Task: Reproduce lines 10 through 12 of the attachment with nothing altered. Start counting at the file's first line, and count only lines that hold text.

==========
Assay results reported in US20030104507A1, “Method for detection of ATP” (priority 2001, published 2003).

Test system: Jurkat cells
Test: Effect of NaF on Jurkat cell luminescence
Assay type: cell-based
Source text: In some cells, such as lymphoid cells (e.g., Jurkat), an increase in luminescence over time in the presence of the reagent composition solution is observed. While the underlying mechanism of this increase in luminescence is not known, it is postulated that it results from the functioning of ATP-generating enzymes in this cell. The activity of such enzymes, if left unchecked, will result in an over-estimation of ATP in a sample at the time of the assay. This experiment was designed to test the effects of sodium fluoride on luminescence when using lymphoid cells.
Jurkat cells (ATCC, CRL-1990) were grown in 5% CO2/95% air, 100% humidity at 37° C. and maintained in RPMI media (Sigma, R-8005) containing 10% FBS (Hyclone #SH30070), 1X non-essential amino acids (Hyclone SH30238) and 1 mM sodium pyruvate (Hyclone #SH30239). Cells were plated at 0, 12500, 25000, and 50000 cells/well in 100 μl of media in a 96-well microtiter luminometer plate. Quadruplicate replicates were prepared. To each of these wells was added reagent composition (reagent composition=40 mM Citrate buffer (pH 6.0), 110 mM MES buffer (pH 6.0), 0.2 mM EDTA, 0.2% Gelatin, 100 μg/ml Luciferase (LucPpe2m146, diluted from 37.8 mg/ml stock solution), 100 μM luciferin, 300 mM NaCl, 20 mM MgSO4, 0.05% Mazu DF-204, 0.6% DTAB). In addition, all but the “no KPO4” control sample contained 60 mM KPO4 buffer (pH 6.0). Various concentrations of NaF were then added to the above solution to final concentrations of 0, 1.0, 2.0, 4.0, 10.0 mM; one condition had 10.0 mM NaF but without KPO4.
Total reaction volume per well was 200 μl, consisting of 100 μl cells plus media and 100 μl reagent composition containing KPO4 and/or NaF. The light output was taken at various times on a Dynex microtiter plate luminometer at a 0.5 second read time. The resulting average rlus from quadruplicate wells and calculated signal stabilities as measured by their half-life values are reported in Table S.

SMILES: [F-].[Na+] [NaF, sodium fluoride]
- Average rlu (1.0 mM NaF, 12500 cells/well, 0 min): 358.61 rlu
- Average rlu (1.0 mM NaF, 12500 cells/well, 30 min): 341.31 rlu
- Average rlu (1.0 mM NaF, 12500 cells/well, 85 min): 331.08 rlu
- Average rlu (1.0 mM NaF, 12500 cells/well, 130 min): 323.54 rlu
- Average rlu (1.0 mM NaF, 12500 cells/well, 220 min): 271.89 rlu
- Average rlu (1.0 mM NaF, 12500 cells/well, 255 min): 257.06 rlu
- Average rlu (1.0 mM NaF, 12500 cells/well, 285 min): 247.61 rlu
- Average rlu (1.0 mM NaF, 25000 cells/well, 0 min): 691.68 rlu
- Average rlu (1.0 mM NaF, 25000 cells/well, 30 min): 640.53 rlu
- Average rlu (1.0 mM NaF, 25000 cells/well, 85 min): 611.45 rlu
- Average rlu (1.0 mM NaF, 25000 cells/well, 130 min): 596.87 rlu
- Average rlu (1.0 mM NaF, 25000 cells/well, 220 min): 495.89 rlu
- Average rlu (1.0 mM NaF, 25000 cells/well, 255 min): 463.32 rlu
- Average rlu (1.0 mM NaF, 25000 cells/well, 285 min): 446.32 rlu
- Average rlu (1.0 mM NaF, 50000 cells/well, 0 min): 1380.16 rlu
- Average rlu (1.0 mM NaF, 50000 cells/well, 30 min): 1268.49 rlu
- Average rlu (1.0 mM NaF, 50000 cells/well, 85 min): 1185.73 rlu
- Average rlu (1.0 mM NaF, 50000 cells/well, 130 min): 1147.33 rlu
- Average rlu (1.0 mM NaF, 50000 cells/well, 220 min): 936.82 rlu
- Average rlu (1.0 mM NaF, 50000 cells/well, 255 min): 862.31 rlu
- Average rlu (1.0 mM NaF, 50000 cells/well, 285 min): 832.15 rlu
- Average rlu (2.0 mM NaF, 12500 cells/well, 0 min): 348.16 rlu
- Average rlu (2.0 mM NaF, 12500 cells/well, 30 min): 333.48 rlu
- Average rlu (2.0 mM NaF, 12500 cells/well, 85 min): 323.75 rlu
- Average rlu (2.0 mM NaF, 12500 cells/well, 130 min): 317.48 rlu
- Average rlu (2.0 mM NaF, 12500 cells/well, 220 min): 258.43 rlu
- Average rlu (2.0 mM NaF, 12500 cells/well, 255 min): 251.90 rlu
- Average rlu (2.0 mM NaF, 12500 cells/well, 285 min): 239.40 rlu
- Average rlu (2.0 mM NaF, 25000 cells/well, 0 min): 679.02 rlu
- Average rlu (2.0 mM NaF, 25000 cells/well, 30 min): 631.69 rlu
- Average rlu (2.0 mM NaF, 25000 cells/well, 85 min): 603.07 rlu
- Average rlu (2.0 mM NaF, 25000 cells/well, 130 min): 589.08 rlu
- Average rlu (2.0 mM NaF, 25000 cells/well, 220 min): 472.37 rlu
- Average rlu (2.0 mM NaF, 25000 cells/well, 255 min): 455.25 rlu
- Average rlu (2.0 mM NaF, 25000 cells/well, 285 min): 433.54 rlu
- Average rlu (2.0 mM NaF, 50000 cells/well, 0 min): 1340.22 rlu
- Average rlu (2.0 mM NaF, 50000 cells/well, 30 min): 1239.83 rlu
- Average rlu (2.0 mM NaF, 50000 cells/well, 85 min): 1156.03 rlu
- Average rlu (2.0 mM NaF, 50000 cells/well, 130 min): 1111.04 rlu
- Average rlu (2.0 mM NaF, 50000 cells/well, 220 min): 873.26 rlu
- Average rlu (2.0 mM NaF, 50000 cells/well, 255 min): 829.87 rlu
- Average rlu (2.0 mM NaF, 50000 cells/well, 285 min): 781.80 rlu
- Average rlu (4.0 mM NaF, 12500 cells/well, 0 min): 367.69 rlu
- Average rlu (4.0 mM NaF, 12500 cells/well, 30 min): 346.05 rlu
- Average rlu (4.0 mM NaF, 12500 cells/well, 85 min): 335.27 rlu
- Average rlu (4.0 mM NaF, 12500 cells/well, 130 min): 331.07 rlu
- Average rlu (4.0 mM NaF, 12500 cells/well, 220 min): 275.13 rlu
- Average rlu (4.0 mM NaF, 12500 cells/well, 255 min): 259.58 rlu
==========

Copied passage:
- Average rlu (1.0 mM NaF, 12500 cells/well, 30 min): 341.31 rlu
- Average rlu (1.0 mM NaF, 12500 cells/well, 85 min): 331.08 rlu
- Average rlu (1.0 mM NaF, 12500 cells/well, 130 min): 323.54 rlu